Sky’s the Limit knows that mental health is the most underrated and overlooked element of entrepreneurial success especially Black entrepreneurs, who excel at creating something from nothing. Let’s raise the trajectory for Black male entrepreneurs!
OAKLAND, Calif. (PRWEB) June 23, 2022
SkysTheLimit.org (“Sky’s the Limit”), the digital community transforming the playing field for entrepreneurial success, acknowledges that for Black entrepreneurs across the United States, the difficulties of owning a business – common to all entrepreneurs – are exacerbated by social injustices and lower levels of collaboration with other communities. Because of the stigma among Black men that mental health therapy means showing weakness – research increasingly reveals how Black masculinity norms and assumptions make it more difficult for Black men to show vulnerability or share emotions – hustle culture leaves little room for focus on mental health. With mental health month just last month, and National Men’s Health Month in full swing right now, this is particularly poignant.
Sky’s the Limit knows that mental health is the most underrated and overlooked element of entrepreneurial success – even though the entrepreneurial community at large remains mostly silent about the impact mental health has on their lives and businesses. We also know that according to recent research, almost three fourths of entrepreneurs are affected by mental health issues, compared to around half of non-entrepreneurs. In addition, entrepreneurs were significantly more likely to report a lifetime history of depression, substance use, and a bipolar diagnosis than were non-entrepreneurs.
Documented racism and bias within the healthcare system have made some people in the Black community less likely to seek treatment. This is compounded by a general lack of access to culturally responsive and appropriate mental health care. But we know that exposure to racism and discrimination are linked to various adverse mental health outcomes. The effects of systemic racism on Black Americans have been persistent, profound, and continuous – and the impact of all of this can grow chronic.
Even when they know or suspect they have mental health issues, Black men are far more reluctant to seek treatment – even as mental health challenges among Black communities continue to rise. According to SAMHSA, rates of major depressive disorder in young Black adults ages 18 to 25 increased by more than 3% between 2015 and 2018. Moreover, according to the U.S. Department of Health and Human Services Office of Minority Health, Black adults are more likely than white adults to experience persistent symptoms of emotional distress, such as sadness, hopelessness, and feeling that they have to dedicate extra effort to everything they do.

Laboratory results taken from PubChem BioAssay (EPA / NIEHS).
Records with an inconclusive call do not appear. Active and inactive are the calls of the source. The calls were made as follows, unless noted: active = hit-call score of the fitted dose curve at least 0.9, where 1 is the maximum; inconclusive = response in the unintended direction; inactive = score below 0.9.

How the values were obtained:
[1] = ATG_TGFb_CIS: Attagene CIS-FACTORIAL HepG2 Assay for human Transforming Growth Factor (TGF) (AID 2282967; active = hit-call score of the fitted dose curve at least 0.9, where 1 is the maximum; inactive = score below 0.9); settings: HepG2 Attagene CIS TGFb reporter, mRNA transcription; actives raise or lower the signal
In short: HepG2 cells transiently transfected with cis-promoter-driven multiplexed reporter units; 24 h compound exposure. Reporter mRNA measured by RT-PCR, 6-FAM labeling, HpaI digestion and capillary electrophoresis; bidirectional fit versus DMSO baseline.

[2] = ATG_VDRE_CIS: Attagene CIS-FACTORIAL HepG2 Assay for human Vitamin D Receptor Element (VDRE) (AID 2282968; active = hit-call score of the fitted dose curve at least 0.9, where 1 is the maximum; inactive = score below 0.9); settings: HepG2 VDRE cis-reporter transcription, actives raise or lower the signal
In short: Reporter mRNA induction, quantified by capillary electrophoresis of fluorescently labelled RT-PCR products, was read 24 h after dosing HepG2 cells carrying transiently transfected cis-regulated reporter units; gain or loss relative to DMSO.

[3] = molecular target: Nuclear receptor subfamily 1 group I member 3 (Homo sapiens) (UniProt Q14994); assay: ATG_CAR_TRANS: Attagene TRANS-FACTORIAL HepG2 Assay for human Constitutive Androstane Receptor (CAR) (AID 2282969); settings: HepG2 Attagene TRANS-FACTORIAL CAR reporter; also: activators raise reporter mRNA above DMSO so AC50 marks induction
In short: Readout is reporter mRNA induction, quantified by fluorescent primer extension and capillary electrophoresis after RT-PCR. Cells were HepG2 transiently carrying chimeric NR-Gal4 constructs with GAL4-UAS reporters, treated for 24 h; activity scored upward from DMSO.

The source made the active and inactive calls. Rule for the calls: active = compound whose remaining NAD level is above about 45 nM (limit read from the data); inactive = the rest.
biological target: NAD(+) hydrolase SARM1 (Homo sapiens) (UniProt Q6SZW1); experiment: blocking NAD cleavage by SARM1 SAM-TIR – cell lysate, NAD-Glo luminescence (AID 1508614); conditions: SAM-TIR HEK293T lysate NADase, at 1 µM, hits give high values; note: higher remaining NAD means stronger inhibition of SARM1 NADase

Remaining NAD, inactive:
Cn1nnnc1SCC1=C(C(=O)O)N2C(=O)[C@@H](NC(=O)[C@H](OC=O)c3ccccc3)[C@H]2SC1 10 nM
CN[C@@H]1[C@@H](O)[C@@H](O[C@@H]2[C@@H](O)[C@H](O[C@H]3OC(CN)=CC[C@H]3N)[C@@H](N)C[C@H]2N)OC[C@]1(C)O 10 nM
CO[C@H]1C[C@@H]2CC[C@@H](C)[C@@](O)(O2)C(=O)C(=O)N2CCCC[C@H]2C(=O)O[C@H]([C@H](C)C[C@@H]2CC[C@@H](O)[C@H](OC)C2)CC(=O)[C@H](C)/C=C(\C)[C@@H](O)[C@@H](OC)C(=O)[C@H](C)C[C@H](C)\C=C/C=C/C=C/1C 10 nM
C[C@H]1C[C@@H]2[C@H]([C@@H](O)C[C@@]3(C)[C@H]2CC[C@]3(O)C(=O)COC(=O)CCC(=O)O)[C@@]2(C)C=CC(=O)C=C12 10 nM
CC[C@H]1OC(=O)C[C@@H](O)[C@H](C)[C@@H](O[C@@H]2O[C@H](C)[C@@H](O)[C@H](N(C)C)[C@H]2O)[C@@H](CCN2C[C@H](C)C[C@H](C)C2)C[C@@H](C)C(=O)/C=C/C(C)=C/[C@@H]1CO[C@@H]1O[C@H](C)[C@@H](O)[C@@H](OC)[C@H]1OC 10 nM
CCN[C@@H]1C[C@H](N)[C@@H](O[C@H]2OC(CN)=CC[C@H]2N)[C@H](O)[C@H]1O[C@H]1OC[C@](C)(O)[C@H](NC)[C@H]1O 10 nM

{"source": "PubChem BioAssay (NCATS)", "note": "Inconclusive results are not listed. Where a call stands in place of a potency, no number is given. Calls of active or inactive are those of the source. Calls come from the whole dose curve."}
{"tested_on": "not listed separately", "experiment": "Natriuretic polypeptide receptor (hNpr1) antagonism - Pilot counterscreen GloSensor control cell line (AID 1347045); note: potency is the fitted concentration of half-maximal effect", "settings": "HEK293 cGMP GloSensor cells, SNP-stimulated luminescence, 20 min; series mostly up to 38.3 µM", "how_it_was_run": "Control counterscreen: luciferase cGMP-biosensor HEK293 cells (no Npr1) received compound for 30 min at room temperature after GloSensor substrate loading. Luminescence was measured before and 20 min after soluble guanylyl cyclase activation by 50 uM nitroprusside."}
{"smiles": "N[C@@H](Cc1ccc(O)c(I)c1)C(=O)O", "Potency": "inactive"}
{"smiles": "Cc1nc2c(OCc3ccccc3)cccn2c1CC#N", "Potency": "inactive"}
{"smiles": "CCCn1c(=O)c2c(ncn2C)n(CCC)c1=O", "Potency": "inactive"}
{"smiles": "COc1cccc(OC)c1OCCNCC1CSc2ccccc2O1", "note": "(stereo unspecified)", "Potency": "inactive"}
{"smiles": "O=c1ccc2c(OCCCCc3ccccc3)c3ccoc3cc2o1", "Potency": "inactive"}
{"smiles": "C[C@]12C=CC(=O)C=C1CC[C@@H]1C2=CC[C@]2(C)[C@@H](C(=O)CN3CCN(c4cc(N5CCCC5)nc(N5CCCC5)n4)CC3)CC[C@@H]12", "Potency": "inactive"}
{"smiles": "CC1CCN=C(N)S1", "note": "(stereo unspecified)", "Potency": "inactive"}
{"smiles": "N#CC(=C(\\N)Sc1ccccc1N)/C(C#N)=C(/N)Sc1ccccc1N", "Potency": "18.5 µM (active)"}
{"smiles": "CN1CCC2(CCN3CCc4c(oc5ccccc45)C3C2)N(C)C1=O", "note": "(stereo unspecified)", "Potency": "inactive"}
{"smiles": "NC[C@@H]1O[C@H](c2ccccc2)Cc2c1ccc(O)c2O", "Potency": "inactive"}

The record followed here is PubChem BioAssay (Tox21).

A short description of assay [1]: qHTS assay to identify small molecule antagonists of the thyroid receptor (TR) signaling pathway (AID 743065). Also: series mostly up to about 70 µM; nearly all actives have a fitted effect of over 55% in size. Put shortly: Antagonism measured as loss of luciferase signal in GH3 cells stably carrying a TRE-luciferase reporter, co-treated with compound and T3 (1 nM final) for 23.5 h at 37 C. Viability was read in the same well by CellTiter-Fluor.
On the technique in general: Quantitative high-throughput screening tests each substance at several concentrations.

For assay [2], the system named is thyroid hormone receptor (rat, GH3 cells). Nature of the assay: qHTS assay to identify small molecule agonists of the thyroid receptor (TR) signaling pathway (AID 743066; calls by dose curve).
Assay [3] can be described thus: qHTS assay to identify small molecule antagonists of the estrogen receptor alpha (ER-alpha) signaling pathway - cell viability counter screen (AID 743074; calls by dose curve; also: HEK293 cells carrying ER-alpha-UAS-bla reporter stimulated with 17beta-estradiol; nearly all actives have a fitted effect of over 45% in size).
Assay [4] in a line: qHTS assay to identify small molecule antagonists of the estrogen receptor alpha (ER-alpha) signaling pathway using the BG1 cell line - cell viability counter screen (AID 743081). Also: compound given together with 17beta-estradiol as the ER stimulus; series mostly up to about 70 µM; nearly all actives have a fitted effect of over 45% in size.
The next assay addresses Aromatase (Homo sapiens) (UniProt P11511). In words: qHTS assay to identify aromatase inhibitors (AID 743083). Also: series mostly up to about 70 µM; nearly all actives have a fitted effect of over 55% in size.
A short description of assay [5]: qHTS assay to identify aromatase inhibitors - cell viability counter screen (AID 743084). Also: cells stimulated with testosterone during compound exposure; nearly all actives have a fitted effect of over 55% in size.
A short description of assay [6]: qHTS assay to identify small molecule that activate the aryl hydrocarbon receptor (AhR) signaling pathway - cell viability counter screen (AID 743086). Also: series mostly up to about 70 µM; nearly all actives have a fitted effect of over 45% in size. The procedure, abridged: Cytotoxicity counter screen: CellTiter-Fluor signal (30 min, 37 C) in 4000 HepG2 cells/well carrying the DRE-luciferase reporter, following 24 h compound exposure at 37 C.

So, what should you do if you’re a Black male entrepreneur who is struggling with a mental health condition? We have a few tips:
- Having a support system in place is critical; even beyond family or friends, who may or may not serve as support. Sky’s the limit is an excellent way to connect with a community of entrepreneurs, many of them Black as well. Connecting with other entrepreneurs can help nurture feelings of belonging and being with others who understand the process intimately.
- Realizing you will be even stronger if you prioritize mental and physical wellness; recognizing that you are struggling with an issue does not mean displaying weakness – it’s quite the opposite.
- Tapping into free resources – networks of mentors and coaches; online communities where they can share and receive tips and advice. Sky'stheLimit.org is a perfect example of this. Small business owners literally surround themselves with coaches and mentors who can identify proactive ways to move forward.
- Practicing self-care is always important, whether it be through exercise, meditation, or taking time to go outside and be in nature (or all of the above.)
- Reaching out for professional help is always a vital step in staying mentally strong; it is also entirely confidential and can often be obtained virtually. What’s more, counseling is not for ‘crazy’ people; this is a tired and meritless stereotype. There is no shame in obtaining treatment from an objective professional.
Entrepreneurs share a history of overcoming obstacles to realize and monetize their dreams – especially Black entrepreneurs, who excel at creating something from nothing. Let’s raise the trajectory for Black male entrepreneurs!
SkysTheLimit.org is a non-profit organization whose platform connects underrepresented entrepreneurs with volunteer business professionals for free one-on-one mentoring. Sky’s the Limit’s mission is to build a global community where all entrepreneurs and their allies can build meaningful relationships and grow together. The team also provides education and training opportunities to all members as well as monthly funding opportunities.